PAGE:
A phishing campaign targeting users of the MetaMask software cryptocurrency wallet is attempting to steal account credentials.
Detailed today by researchers at Armorblox Inc., the phishing emails target Microsoft Office 365 customers, particularly in organizations across the financial industry. The emails used in the campaign look like a MetaMask verification email.
The socially engineered emails were titled ‘Re: [Request Updated] Ticket: 6093-57089-857’ and looked to be sent from a MetaMask support email: firstname.lastname@example.org. The email body spoofed a Know Your Customer verification request and claimed that not complying with KYC regulations would result in restricted access to the MetaMask wallet.
The email prompted victims to click the ‘Verify your Wallet’ button to complete the wallet verification. Those behind the campaign utilized urgency in the email to trick the victims into complying with the request.
Upon clicking on the link in the email, users are taken to a fake landing page that closely resembles the legitimate MetaMask verification page. The victims are asked to enter their passphrase to comply with KYC regulations and to continue using MeteMask.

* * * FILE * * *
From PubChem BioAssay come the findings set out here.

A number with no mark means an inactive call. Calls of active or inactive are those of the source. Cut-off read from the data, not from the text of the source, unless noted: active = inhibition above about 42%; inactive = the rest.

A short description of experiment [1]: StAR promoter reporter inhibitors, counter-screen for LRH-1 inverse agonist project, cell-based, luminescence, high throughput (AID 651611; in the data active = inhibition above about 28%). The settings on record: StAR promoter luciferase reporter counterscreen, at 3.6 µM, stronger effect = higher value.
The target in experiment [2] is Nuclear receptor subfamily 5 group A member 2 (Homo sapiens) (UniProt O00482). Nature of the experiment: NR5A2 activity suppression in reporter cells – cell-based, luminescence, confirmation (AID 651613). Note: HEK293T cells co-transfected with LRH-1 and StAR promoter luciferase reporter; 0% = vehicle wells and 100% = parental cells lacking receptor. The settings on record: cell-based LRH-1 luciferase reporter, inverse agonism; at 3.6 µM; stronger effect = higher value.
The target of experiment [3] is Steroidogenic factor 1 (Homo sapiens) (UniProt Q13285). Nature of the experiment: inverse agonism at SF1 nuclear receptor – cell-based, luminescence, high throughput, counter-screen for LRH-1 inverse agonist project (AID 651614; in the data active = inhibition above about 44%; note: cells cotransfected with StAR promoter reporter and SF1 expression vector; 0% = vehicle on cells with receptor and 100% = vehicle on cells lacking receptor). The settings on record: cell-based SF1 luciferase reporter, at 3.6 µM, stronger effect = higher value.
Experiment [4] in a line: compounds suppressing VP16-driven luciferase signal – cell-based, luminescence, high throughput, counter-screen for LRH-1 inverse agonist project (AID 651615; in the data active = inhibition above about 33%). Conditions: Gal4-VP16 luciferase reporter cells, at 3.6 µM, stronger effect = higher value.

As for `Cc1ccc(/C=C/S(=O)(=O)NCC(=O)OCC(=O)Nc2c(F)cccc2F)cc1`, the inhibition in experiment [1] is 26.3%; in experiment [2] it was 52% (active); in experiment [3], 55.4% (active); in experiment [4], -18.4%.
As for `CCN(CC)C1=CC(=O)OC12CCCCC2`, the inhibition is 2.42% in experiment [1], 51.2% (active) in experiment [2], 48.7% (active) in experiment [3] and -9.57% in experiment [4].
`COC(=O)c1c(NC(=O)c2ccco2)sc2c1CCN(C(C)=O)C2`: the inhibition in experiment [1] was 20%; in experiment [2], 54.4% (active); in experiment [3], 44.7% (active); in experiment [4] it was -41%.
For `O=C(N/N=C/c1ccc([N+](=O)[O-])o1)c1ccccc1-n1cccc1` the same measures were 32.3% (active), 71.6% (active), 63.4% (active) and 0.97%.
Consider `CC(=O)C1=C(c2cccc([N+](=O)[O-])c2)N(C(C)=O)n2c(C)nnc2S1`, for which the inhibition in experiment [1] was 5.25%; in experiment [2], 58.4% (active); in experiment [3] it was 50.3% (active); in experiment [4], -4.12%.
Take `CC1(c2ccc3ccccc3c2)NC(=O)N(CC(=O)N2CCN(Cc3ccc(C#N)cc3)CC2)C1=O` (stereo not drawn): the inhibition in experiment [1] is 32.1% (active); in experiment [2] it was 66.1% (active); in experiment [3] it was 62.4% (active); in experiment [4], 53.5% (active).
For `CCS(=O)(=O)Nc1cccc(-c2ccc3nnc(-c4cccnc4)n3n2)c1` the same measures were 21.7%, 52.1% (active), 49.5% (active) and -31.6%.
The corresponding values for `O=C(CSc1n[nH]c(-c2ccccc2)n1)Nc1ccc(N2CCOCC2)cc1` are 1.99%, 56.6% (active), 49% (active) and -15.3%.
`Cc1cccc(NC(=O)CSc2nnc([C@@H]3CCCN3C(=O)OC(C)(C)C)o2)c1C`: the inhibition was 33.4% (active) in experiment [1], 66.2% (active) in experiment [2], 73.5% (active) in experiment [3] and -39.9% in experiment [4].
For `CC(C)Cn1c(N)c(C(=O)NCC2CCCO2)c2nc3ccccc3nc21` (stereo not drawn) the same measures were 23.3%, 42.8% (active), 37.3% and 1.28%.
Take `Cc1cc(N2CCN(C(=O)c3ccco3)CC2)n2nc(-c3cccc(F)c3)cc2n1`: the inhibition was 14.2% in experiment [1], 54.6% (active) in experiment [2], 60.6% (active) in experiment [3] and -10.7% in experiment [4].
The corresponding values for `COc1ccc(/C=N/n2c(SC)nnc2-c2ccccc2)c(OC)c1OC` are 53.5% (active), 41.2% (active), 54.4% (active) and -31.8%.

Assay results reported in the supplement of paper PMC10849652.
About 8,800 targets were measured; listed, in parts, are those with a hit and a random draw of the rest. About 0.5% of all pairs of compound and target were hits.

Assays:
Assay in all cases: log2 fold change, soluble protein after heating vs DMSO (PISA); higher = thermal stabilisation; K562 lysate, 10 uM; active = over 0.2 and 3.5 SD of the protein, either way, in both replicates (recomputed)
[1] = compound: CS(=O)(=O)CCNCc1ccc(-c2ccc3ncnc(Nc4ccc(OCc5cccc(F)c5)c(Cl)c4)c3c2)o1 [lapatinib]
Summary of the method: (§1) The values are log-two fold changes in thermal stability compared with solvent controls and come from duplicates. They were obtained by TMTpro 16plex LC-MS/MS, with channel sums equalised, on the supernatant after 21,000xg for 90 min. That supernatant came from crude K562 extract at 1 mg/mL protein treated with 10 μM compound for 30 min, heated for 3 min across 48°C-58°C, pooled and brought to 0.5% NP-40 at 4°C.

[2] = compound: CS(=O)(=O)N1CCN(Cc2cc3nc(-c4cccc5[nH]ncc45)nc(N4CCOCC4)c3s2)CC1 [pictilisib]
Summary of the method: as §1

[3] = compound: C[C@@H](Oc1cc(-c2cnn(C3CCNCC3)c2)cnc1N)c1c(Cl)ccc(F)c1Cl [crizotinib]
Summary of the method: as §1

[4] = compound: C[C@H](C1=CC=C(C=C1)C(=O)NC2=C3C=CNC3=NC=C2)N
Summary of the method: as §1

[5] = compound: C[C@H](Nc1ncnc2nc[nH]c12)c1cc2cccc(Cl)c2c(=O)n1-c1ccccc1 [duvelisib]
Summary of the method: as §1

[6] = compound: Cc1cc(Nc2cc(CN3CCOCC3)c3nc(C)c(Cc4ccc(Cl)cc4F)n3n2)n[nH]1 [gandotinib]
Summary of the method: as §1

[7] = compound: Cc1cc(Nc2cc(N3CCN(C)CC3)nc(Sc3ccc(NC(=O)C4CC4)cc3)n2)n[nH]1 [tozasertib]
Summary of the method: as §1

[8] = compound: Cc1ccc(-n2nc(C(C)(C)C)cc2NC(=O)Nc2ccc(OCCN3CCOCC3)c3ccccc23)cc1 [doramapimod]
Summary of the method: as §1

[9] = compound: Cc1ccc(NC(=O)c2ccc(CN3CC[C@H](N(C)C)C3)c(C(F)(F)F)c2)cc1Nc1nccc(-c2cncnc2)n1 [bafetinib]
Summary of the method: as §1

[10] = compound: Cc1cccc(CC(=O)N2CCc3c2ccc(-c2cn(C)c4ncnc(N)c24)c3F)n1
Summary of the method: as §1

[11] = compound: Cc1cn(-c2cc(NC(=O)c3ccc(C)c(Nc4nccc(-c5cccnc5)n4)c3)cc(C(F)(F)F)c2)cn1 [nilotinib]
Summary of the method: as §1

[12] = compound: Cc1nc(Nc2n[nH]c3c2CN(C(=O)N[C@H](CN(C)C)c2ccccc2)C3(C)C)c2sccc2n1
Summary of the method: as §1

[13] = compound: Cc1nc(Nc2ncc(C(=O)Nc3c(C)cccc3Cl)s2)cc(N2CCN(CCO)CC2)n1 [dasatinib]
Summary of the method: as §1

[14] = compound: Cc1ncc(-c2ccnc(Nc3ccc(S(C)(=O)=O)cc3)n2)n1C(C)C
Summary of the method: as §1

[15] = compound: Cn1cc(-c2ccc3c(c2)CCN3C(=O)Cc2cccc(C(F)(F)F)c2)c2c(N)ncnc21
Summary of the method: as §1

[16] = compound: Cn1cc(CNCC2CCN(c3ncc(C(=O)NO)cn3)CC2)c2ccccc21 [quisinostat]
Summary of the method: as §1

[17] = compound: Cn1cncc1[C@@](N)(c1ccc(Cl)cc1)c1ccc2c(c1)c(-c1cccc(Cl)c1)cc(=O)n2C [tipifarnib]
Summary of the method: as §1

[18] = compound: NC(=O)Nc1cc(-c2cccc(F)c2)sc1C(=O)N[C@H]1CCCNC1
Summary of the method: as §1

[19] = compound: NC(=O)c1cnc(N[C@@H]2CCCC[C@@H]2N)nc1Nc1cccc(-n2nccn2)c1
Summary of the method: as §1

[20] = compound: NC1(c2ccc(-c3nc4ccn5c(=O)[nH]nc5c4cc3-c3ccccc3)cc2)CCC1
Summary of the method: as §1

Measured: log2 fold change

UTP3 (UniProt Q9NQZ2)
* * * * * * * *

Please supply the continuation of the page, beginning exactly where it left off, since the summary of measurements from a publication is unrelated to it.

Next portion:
The fake “look-alike” page utilizes MetMask’s branding, logo and referenced passphrase credentials, all of which are associated with the actual site. The language on the fake landing page also reminded victims to ensure their passphrase is always protected and to ensure that nobody is watching. The researchers note that “it’s language like this that can evoke trust, one of the primary goals of the attacks.”
Suffice to say, if the victims entered their details, their MetaMask accounts were then compromised.
The researchers recommend augmenting native email security with additional controls as the MetaMask phishing emails got past native email security. Organizations should augment built-in email security with layers that take a different approach to threat detection.
Emails users should also engage with emails rationally and methodically whenever possible. Subject the email to an eye test, including sender name, email address and language in the email, and look for any logical inconsistencies.
The researchers also recommend using multifactor authentication and password management best practices. This includes not using the same passport on multiple sites and accounts and using a password manager to store account passwords.